‘Because I am French!’
- BuyMarie-Thérèse: The Fate of Marie Antoinette’s Daughter by Susan Nagel
Bloomsbury, 418 pp, £25.00, July 2008, ISBN 978 1 59691 057 7
‘The most ardent revolutionists and those most wrought upon by hatred and regicidal passions were not able to pass the tower of the Temple when the Terror was at its height, without experiencing certain qualms.’ Baron Arthur Léon Imbert de Saint Amand began his late 19th-century biography of Marie-Thérèse from a place of desolation. Marie-Thérèse-Charlotte, Madame Royale, later Duchesse d’Angoulême was the first child of Louis XVI and Marie Antoinette, and the sister of the dauphin, Louis-Charles. All four members of the royal family, together with the king’s sister, Madame Elisabeth, were imprisoned in the Temple, a medieval fortress in the Marais, after the collapse of the monarchy on 10 August 1792. Told it was to be her family’s new home, under the new republic, Marie Antoinette said: ‘I always begged the Comte d’Artois to have that villainous tower of the Temple torn down; it always horrified me.’
Marie-Thérèse kept her own record of what went on in the tower. First published in France in 1817, the princess’s prison journal was translated into English by John Wilson Croker in 1823. Croker noted that
several passages are obscure, and one or two contradictory: there are frequent repetitions, and a general want of arrangement. All these, which would be defects in a regular history, increase the value of this Journal: they attest its authenticity, and forcibly impress on our minds the cruel circumstances of perplexity and anxiety under which it was written.
Marie-Thérèse was 13 when she entered the tower, 17 when she left. She had witnessed much violence during the Revolution; she had seen at Versailles in October 1789, for example, the severed heads of two of Louis XVI’s bodyguards, men who had once looked after her. Later, the royal family moved to the Tuileries Palace in Paris. From here, 18 months later, they tried to escape to the Austrian border in a custom-built coach. Arrested at Varennes, the party was jeered, threatened and spat at all the way back to the capital, Marie-Thérèse taking turns on her aunt’s and governess’s laps to make room inside the coach for representatives of the nation. At the final collapse of the monarchy she and her brother hid in the Cabinet du Conseil from the slaughter in the Tuileries gardens. She was, as her mother remarked, ‘old enough always to remember these scenes with horror’.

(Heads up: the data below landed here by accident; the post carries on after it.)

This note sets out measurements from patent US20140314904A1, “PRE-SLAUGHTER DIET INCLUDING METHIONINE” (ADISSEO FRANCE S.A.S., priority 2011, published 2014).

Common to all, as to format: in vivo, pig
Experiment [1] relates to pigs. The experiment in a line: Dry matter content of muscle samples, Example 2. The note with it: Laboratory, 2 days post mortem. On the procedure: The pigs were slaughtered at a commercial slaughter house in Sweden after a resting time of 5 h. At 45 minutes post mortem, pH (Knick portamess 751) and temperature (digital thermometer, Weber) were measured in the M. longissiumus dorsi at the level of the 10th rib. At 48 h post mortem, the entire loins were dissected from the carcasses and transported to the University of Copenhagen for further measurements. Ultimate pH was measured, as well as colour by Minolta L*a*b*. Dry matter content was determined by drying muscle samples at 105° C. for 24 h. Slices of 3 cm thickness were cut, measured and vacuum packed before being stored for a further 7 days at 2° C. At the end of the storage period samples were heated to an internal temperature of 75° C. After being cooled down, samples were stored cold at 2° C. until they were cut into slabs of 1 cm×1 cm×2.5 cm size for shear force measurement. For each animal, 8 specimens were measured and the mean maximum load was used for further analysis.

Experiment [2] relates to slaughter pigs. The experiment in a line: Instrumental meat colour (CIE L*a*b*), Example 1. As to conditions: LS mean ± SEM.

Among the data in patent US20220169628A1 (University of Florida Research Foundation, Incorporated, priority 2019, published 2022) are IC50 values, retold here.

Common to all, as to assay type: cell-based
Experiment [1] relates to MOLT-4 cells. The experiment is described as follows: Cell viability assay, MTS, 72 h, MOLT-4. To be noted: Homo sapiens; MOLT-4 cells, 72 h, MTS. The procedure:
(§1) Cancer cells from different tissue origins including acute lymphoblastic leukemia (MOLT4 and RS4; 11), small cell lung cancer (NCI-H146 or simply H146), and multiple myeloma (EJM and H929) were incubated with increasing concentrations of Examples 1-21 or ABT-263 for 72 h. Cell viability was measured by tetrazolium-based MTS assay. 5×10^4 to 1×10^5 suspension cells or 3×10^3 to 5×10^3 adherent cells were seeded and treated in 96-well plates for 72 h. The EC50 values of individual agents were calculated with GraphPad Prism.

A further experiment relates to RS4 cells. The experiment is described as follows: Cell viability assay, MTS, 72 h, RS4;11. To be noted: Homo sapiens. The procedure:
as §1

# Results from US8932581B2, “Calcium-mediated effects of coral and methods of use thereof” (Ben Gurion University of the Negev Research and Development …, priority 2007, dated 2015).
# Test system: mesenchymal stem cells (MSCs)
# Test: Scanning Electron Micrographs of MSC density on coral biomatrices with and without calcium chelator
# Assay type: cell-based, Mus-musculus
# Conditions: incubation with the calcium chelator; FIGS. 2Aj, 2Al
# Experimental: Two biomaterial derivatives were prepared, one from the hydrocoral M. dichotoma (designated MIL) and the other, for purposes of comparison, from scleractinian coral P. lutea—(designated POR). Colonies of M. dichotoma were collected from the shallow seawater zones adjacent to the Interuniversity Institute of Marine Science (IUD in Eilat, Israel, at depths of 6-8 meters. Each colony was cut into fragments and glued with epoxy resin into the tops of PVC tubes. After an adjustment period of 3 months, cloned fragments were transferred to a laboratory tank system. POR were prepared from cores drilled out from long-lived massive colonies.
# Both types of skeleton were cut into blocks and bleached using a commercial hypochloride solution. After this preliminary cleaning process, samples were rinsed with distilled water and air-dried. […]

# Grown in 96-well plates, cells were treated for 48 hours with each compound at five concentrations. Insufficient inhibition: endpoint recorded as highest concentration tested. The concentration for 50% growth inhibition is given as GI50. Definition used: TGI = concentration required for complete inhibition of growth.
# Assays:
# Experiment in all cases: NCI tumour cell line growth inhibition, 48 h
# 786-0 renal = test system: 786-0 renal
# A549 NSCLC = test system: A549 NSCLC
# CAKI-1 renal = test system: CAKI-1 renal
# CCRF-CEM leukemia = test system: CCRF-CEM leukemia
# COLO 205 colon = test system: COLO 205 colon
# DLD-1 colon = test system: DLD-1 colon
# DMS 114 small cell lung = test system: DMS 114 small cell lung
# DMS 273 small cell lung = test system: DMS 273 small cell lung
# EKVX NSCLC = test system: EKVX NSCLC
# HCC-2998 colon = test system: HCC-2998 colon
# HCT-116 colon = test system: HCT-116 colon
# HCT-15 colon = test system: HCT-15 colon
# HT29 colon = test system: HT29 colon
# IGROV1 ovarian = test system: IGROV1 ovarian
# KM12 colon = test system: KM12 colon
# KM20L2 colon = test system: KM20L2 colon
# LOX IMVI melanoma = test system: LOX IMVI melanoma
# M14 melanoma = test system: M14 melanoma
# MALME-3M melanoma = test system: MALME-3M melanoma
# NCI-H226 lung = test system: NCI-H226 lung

It is impossible to rationalise the blood-letting that took place in Paris’s prisons in the weeks between the end of monarchy and the declaration of the republic on 22 September 1792. Priests, women and children were among the victims. Danton claimed he saw them afterwards in his dreams, shaking their gory locks at him. The municipal commune did little to intervene, merely sending Robespierre to the Temple to check that ‘everything was quiet there.’ It may have been by the time he arrived: earlier, the guards had been forced to allow a delegation into the compound, to parade round the garden with the head of Marie Antoinette’s friend the Princesse de Lamballe on a pike. ‘My aunt and I heard the drums beating to arms all night,’ Marie-Thérèse remembered. ‘My unhappy mother did not even attempt to sleep; we heard her sobs. We did not believe that the massacre was still going on, and it was only some time after that we learned that it had lasted three days.’
The princess’s journal does not need to strain for effect:
When I took my lessons, and my mother wrote out extracts of books for me, a municipal officer continually looked over my shoulder, thinking we were employed in conspiracies. They had refused us the newspapers, that we might not know the state of affairs abroad. One day, however, they brought one to my father, telling him it contained something interesting for him. Monsters! – it was a statement that they would make a cannonball of his head. The calm and contemptuous silence of my father disappointed the malice of those who had sent this infernal writing.
The problem of what to do with the deposed Louis XVI, constitutionally and bodily, was solved when a slim majority of deputies to the nation’s new Convention voted for his death. Among those in favour was the soi-disant king’s cousin, the Duc d’Orléans. In his memoir, the king’s servant Cléry claims that Marie-Thérèse became hysterical during a harrowing goodbye to her father, the night before he was guillotined on 21 January 1793. But in her journal she wrote only: ‘Thus died Louis XVI, King of France, at the age of 39 years, five months and three days, of which he had reigned 18. He had been five months and eight days in prison.’
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